Millennium Post

Livid Australian media lambasts poor show

‘Was it murder or suicide in Hyderabad yesterday?’, the Australian media asked on Wednesday in the wake of their team's humiliating defeat at the hands of India. The team's capitulation to India's spinners in the second Test was described as ‘the Hyderabad horror show’ on a ‘dark day’ for Australian cricket.

The Australian wrote. The paper said that none of the batsmen except captain Michael Clarke looked to take the fight into the Indian camp. ‘Suicide cults have displayed more resolve than the procession of batsmen who walked to the middle and volunteered to drink the cordial yesterday. The captain owns the two highest scores of this series by an Australian (130 and 91) and posted both of them in the critical first innings when the running needed to be made. Unfortunately, his pale warriors don't have the legs to go with their skipper,’ it said.

Herald Sun wrote, ‘THIS is not the crisis Australian cricket was meant to have. Not with the Ashes 16 weeks away. In a dark day for Australian cricket, the Hyderabad horror show was over by lunch on day four.’ It added that Rajiv Gandhi Stadium resembled a ‘cricketing abattoir’ as a slew of ‘Australian batsmen batted like meandering Brown's cows before meeting a swift 237-minute execution’. A report in Sudney Morning Herald said the time has come for Clarke to take some tough decisions. ‘It is time for Clarke to get his hands dirty. To move out of the comfort zone. Choose your cliche. Until now, we have indulged a fantasy in which Australia would find four batsmen who could hold up an end until Clarke had time to fasten the pads. Thus, Clarke's tardy arrival would be demoralising for a beleaguered opposition. That fantasy has exploded like the bowlers' foot marks at Roland Chennai.’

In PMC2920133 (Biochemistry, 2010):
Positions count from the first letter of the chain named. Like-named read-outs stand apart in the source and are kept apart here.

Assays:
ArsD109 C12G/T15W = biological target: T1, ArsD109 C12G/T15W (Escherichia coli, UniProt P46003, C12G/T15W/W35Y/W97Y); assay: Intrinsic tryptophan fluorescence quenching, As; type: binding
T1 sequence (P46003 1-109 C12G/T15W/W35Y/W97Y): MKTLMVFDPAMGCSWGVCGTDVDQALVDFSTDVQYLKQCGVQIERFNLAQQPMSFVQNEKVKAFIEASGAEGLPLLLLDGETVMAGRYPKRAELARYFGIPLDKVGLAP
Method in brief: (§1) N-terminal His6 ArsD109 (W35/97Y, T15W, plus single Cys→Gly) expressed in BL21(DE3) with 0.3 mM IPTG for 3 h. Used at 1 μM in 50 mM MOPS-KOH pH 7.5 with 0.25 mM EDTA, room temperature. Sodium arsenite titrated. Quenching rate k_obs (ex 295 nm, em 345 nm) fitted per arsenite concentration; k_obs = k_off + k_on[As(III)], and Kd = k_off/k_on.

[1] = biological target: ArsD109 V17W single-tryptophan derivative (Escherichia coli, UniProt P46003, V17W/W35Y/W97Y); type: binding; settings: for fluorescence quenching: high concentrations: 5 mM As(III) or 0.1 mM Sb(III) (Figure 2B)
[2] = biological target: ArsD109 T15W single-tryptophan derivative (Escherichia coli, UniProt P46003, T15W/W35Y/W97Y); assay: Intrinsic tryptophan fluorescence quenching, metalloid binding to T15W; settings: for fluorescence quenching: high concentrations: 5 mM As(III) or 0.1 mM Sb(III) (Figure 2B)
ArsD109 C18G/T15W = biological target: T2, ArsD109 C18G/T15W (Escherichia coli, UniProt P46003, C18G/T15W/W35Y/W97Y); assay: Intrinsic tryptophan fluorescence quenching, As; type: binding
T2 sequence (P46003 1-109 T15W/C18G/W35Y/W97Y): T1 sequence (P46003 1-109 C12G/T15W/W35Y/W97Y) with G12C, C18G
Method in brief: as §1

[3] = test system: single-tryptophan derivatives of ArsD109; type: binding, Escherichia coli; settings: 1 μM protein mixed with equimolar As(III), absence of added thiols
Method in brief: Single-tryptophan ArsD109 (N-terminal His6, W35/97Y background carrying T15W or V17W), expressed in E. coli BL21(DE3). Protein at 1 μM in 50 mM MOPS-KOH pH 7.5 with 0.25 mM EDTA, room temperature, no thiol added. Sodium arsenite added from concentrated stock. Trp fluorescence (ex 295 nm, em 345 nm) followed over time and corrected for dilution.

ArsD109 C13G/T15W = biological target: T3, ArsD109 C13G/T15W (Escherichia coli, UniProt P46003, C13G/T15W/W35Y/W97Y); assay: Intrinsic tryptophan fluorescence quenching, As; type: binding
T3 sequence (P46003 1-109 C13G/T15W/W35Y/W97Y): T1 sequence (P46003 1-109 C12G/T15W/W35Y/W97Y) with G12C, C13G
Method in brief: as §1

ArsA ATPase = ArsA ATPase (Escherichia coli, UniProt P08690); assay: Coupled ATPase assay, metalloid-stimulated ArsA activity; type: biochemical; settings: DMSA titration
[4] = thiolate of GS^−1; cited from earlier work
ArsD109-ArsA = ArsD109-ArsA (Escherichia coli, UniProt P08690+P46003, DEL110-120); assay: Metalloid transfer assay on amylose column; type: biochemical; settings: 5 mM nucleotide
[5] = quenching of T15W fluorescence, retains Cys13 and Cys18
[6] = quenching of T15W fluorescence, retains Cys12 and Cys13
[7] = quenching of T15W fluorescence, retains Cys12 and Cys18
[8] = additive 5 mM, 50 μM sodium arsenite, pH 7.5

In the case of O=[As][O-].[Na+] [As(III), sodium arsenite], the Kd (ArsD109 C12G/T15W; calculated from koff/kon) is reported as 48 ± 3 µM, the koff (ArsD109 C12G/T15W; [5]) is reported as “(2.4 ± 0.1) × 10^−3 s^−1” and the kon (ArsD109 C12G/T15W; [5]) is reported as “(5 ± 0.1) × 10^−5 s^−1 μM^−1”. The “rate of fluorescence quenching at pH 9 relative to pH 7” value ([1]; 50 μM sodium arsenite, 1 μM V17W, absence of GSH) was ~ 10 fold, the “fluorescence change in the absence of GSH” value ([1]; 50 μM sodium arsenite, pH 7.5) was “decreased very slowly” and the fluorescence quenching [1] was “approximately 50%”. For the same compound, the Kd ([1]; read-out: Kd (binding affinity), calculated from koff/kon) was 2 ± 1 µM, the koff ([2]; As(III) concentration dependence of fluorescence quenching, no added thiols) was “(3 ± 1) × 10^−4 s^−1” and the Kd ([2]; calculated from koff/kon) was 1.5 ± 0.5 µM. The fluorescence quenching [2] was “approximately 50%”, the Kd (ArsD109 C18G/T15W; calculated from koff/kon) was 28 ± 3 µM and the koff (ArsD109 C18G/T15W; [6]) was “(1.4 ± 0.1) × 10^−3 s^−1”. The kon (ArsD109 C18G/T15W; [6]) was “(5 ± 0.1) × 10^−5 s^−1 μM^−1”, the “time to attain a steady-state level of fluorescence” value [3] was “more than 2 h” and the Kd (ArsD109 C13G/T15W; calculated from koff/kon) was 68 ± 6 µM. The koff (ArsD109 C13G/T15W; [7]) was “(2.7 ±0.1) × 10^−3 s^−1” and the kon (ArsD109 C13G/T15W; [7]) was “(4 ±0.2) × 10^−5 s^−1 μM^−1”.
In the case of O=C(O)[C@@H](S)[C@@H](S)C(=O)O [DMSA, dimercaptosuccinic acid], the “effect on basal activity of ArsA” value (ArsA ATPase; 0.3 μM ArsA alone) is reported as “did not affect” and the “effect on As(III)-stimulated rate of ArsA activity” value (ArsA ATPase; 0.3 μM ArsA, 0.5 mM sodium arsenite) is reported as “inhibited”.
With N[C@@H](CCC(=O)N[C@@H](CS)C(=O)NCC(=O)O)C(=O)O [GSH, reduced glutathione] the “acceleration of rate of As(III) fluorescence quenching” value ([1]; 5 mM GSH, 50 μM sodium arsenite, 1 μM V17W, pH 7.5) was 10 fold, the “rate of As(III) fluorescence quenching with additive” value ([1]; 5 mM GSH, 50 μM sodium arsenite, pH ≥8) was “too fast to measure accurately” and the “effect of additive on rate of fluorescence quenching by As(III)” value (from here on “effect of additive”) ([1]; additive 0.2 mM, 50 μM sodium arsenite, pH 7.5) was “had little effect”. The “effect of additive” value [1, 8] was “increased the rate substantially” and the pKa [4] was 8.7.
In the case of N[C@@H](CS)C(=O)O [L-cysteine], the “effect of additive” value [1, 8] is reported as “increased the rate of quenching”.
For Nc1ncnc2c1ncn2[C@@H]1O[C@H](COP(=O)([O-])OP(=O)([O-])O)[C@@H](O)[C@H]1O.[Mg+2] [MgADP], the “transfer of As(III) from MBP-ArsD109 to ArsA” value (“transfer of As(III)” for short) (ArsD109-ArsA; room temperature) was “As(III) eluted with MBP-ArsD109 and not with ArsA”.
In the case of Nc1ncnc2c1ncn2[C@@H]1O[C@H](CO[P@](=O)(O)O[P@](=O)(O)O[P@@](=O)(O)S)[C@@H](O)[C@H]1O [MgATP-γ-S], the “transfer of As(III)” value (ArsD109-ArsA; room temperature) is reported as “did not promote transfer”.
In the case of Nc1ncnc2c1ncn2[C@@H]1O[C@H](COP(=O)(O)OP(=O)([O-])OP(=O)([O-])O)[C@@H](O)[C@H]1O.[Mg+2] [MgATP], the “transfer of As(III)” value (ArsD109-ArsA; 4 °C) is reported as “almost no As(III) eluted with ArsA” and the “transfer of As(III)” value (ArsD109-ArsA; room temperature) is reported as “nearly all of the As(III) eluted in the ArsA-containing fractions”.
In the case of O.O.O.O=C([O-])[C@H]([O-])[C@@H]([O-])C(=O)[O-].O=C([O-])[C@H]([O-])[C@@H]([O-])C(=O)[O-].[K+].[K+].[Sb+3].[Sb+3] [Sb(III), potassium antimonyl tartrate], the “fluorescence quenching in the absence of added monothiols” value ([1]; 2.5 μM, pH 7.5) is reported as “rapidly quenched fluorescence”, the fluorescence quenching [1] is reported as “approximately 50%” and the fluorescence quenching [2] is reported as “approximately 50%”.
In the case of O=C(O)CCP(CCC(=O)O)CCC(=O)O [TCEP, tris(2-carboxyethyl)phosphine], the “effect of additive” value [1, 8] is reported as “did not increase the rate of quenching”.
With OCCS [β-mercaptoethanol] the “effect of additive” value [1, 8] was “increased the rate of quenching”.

‘Clarke has passed most reasonable tests of leadership. Two challenges remain. The captain must do more to entertain, engage and select players who are not like-minded. And he must fix bayonet, move up to three or four and lead the charge,’ it added.
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